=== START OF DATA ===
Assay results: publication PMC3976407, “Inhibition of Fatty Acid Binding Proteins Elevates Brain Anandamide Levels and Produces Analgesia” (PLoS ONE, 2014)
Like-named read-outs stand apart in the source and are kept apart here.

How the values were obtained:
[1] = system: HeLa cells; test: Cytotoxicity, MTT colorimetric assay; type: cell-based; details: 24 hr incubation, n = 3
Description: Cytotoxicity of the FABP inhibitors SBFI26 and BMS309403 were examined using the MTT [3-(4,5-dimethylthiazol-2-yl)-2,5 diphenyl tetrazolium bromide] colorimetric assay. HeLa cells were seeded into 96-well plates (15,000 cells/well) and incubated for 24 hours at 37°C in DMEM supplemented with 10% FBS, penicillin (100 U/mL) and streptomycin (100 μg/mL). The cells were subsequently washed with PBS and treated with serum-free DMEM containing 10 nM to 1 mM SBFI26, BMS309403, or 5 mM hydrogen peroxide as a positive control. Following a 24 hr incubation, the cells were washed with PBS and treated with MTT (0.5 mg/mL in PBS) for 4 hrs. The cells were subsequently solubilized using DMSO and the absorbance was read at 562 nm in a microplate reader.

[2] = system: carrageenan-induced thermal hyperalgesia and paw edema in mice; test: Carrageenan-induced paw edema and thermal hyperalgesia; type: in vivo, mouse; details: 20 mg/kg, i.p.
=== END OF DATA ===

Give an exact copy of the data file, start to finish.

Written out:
Assay results: publication PMC3976407, “Inhibition of Fatty Acid Binding Proteins Elevates Brain Anandamide Levels and Produces Analgesia” (PLoS ONE, 2014)
Like-named read-outs stand apart in the source and are kept apart here.

How the values were obtained:
[1] = system: HeLa cells; test: Cytotoxicity, MTT colorimetric assay; type: cell-based; details: 24 hr incubation, n = 3
Description: Cytotoxicity of the FABP inhibitors SBFI26 and BMS309403 were examined using the MTT [3-(4,5-dimethylthiazol-2-yl)-2,5 diphenyl tetrazolium bromide] colorimetric assay. HeLa cells were seeded into 96-well plates (15,000 cells/well) and incubated for 24 hours at 37°C in DMEM supplemented with 10% FBS, penicillin (100 U/mL) and streptomycin (100 μg/mL). The cells were subsequently washed with PBS and treated with serum-free DMEM containing 10 nM to 1 mM SBFI26, BMS309403, or 5 mM hydrogen peroxide as a positive control. Following a 24 hr incubation, the cells were washed with PBS and treated with MTT (0.5 mg/mL in PBS) for 4 hrs. The cells were subsequently solubilized using DMSO and the absorbance was read at 562 nm in a microplate reader.

[2] = system: carrageenan-induced thermal hyperalgesia and paw edema in mice; test: Carrageenan-induced paw edema and thermal hyperalgesia; type: in vivo, mouse; details: 20 mg/kg, i.p.